When adding new devices to your fleet, it's important to consider that device's lifecycle. Without regular OTA firmware updates, the lifecycle is greatly reduced because devices are more likely to become obsolete.
One extremely important point to grasp is that retrofitting OS updates is usually not possible at the maintenance site. OTA firmware update functionality needs to be considered thoroughly before releasing the device.
How does an OTA firmware update work?
The wireless delivery of new firmware to mobile devices is known as over-the-air (OTA) updates. These updates deploy firmware to the device without needing to physically access the device. OTA updates ensure that the devices are kept up-to-date and continue to function optimally.
Image: Simplified OTA update process
How to update firmware OTA manually?
This varies per device but is typically done by navigating to the device's settings, clicking "About," and then clicking on Software Update (sometimes called System Update). If a new version exists, you can proceed to install it. This implies that there is an OTA firmware infrastructure in place.
Considerations for a successful over the air firmware update implementation
Before we dive into the specific technical details of facilitating OTA firmware updates, let's look at the major points to consider:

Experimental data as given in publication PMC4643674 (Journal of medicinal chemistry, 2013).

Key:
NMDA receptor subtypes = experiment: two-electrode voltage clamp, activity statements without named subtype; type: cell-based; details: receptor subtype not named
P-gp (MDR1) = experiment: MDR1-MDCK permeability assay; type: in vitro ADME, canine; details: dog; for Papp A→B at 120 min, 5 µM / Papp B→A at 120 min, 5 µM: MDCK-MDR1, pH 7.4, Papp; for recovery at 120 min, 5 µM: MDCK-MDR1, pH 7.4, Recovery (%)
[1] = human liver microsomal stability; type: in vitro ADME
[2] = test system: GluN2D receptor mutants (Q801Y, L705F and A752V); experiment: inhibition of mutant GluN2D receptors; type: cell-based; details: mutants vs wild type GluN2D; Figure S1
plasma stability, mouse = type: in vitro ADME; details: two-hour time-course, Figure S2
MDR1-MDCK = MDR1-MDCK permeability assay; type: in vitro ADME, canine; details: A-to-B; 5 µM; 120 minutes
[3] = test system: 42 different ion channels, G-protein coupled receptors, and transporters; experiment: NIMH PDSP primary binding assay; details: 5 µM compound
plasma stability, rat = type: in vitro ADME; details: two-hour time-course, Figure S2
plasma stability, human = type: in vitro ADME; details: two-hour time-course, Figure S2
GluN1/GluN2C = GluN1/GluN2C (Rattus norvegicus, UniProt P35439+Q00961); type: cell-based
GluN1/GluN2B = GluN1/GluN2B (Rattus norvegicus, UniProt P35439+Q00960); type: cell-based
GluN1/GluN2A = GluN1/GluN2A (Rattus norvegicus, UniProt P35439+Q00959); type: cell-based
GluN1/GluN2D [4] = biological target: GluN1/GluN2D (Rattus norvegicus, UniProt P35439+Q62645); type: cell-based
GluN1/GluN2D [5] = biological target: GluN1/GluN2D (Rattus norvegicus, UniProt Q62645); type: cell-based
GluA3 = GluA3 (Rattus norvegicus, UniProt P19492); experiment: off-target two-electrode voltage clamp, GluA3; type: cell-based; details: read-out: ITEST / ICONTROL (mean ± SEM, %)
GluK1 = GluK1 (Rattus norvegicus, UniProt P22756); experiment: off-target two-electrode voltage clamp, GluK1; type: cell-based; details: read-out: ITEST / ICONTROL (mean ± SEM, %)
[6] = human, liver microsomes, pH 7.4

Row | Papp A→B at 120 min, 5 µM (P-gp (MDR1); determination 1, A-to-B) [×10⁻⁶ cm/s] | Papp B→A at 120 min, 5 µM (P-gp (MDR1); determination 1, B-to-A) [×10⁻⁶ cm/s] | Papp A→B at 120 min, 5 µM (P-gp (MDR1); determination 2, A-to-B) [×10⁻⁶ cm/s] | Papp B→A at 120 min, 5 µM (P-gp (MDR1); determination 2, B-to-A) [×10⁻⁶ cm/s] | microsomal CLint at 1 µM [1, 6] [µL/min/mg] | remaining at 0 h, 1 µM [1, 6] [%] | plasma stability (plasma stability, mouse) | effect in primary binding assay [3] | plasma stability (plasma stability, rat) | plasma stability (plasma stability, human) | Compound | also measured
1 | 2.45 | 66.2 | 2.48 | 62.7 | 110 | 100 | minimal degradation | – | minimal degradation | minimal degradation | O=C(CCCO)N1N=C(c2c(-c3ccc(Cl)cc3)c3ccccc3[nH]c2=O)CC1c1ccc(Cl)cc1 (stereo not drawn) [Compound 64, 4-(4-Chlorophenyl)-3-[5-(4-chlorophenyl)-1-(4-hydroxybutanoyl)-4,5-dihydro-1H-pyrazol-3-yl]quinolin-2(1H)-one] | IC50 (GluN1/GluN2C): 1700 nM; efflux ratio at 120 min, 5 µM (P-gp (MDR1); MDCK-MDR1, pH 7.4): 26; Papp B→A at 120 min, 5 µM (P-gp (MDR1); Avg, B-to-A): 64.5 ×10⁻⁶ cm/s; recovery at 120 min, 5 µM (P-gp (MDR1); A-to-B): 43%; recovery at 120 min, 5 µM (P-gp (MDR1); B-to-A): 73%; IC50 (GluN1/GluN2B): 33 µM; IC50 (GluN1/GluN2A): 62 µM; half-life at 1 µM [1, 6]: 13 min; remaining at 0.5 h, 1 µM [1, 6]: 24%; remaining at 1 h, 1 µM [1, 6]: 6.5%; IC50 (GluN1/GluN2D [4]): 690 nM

Managing an entire fleet
A major factor for deciding to use OTA firmware updates is when you have an entire fleet of devices to deal with. Managing such devices on the ground is virtually impossible. At best, it's inefficient and costly.
Unfortunately, many homegrown solutions don't properly account for the entire fleet and rather update each device individually.
The more devices there are, the more chances the OTA firmware update has of running into errors. This can inadvertently lead to security and operational risks.
New hardware configurations pose challenges for fleet managers because the originally built OS image needs to be customized to work on the specific hardware. This is why OTA firmware update systems mostly target single product lines and can't handle new device types out of the box.
Retrofitting the OTA firmware infrastructure to new devices is often unfeasible. So a new version of the solution needs to be created, resulting in a byzantine labyrinth of "OTA update solutions" that are complicated to maintain.
Ensuring a robust update process
The second major consideration is the robustness of the update process itself. Because OTA firmware updates are carried out unattended, they must be as close to flawless as possible. If errors occur, devices must still be left in operating condition.